Skip to content

B.C. STORM: 1,000 cots and bedding being flown into Hope for stranded travellers

Community preparing to care for about 1,200 people another night as crews assess highway damages
A helicopter lifts off from the Hope Golf Club on Tuesday, Nov. 16, 2021 with evacuees. Helicopters are being used to drop supplies and bring people out of the town, which is cut off from the province due to several landslides on all surrounding roads. (Virginia White photo)

One thousand cots and bedding are being airlifted into Hope Tuesday from the provincial government.

There are about 1,200 people sheltering in Hope, after the town was cut off from the rest of the province following a series of landslides on all routes out of the town.

While some are camping in their tents, RVs and vehicles, others are staying in local churches and Hope secondary, which has become the emergency operations centre for this disaster.

“The emergency plan is unfolding as it should,” Mayor Peter Robb told The Standard on Tuesday afternoon. “We are now preparing for everyone to stay another night.”

This is the largest emergency event Hope has ever dealt with, and both Robb and the District of Hope CAO John Fortoloczky say the event has been handled smoothly.

They’ve been working with the province to manage everything from communications to food delivery.

“Cots and blankets are starting to be delivered tonight,” Fortoloczky said. Food is being airlifted in tomorrow if needed. Tuesday night, volunteers and staff with the Hope Community Services food bank are putting on a spaghetti dinner for the sheltered people.

“Everyone has been stepping up volunteer wise,” Robb said. “When we put a call out for something, it shows up at the door of one of our reception areas.”

They have also been impressed at residents’ willingness to “step up to the plate.” Many have offered up their homes to complete strangers, giving families and individuals a place to rest.

“Families are registering (at the school) saying ‘I’ll take a family of four, put my name on a list,’” Fortoloczky said. “I have three people staying with me. This is an unprecedented event. It’s the biggest emergency event that’s happened in the Hope District.”

From the start of the rivers rising on the weekend, emergency planning was in place. Now that the worst of the natural disaster has past, they are focusing on supporting the emergency centre and the people using its services.

They are also concerned about the continued safety of residents. For example, keeping people away from potentially dangerous riverbanks.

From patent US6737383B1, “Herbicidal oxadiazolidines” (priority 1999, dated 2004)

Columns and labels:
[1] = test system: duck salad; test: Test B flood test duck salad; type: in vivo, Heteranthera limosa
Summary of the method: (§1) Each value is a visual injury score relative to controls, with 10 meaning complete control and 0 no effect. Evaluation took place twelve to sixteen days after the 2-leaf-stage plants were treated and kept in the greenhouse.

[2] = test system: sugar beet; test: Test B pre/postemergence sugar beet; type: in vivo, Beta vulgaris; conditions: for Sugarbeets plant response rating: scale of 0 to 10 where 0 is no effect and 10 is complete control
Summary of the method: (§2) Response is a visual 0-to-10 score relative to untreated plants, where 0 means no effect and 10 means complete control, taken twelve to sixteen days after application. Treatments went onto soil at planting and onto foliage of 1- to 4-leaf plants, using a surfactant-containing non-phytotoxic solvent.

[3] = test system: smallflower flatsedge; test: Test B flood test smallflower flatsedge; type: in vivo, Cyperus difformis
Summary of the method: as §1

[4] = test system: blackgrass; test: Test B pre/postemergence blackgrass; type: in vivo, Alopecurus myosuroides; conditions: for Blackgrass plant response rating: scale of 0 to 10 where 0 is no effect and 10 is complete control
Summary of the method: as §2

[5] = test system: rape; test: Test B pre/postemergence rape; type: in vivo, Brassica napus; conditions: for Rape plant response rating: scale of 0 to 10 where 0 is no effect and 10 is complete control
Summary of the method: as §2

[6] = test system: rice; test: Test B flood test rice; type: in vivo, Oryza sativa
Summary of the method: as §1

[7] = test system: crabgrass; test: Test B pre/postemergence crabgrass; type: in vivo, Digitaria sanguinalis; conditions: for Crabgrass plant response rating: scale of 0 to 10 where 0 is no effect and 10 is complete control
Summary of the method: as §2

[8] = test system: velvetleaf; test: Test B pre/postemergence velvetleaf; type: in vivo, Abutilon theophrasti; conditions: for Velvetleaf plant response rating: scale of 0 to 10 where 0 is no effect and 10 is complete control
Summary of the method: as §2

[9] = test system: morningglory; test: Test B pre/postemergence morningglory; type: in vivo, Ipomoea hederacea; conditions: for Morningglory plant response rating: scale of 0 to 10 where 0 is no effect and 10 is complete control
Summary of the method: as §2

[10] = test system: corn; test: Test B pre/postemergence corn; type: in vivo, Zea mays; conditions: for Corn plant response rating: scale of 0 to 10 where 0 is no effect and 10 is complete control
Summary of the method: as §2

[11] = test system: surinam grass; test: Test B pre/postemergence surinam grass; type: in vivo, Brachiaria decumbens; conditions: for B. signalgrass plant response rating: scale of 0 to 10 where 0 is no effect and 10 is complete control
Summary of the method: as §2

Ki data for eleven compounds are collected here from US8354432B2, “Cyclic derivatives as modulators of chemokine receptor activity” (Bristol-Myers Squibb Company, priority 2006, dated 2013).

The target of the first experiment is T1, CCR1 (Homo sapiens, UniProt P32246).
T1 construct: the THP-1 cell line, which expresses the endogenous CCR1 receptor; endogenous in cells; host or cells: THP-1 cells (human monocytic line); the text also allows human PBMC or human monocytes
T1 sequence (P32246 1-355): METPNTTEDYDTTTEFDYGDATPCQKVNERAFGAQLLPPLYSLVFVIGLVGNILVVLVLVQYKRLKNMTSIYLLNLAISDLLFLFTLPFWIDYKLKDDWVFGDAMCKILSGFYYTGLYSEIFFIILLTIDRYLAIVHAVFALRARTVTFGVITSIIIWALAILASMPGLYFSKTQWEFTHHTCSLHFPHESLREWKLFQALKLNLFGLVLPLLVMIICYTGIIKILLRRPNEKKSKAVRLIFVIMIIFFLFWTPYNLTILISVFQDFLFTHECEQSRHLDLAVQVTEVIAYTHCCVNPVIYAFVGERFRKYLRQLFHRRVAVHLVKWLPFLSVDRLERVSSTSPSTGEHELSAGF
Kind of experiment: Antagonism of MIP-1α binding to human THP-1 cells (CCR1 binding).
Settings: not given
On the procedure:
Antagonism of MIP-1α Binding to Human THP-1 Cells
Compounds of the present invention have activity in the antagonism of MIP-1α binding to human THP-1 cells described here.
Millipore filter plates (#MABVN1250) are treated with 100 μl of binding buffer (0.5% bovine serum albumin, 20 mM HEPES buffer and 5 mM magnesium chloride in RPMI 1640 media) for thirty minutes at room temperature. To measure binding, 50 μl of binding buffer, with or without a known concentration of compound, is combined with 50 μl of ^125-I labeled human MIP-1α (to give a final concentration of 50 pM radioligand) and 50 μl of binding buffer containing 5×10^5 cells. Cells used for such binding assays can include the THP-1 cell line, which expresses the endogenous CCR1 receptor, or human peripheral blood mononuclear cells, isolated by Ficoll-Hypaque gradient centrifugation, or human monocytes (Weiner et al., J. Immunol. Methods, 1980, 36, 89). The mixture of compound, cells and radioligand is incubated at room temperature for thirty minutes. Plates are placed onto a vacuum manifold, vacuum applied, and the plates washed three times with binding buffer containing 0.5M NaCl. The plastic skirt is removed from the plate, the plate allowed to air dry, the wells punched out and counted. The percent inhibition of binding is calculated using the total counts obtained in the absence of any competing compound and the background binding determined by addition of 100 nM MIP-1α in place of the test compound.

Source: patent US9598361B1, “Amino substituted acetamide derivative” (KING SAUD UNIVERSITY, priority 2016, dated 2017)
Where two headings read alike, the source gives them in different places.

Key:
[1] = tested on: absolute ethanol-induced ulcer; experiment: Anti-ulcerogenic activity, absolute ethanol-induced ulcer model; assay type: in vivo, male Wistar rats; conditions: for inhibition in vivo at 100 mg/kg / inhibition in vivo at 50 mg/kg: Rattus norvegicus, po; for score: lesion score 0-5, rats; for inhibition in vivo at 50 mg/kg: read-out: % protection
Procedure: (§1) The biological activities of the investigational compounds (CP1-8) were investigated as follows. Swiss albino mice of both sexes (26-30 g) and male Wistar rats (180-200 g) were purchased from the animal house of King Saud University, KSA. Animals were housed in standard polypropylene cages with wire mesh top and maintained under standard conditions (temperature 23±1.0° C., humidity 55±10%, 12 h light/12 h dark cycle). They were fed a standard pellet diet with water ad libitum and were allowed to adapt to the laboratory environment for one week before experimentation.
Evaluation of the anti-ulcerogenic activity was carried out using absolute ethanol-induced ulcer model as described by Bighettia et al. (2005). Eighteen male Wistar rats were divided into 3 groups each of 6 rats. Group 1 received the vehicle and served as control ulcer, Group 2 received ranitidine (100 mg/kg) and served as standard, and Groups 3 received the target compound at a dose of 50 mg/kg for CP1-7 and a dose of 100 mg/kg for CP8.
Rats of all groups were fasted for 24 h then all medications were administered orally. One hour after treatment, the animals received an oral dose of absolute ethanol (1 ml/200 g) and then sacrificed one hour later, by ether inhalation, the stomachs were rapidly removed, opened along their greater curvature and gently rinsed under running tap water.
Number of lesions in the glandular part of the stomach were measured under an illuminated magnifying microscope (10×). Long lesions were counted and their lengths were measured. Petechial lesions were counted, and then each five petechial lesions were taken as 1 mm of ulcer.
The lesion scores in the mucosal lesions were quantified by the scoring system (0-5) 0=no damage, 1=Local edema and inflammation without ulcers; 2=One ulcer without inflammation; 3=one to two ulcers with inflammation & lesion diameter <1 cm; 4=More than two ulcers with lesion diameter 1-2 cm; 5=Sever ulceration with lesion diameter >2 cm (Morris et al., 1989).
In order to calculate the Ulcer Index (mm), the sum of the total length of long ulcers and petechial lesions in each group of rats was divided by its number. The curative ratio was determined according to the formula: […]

Some people are paying private companies $100 per person to be flown out of the town.

Public Safety Minister Mike Farnworth said in an emergency briefing on Tuesday afternoon that the province is looking at an emergency detour that could connect Hope to the rest of the Fraser Valley.

Fortoloczky said that opening Highway 1 to the west of Hope would be the best for most who are stranded. Volunteers have talked to people waiting it out, and the majority were heading west when they were caught there.

Among the groups helping move goods to Hope are B.C. Wildfire, United Way and the Salvation Army.

Robb said that the school district has also been an incredible help to the district in this time.

“We can’t say enough about School District 78 stepping up to the plate,” he said. “Not just that Hope secondary had emergency power, but also their teachers and families and that volunteered.”

The school district has been closed, and many teachers and staff showed up to the secondary school to help out.

The Greater Vancouver Food Bank and Kiewit Construction will be helicoptering in food for the Agassiz and Hope Food Banks, and Food Banks BC is helping to coordinate food and supplies as well.

READ MORE: Campers make themselves comfortable, wait out highway landslides in Hope


Like us on Facebook and follow us on Twitter.

Want to support local journalism during the pandemic? Make a donation here.

Jessica Peters

About the Author: Jessica Peters

I began my career in 1999, covering communities across the Fraser Valley ever since.
Read more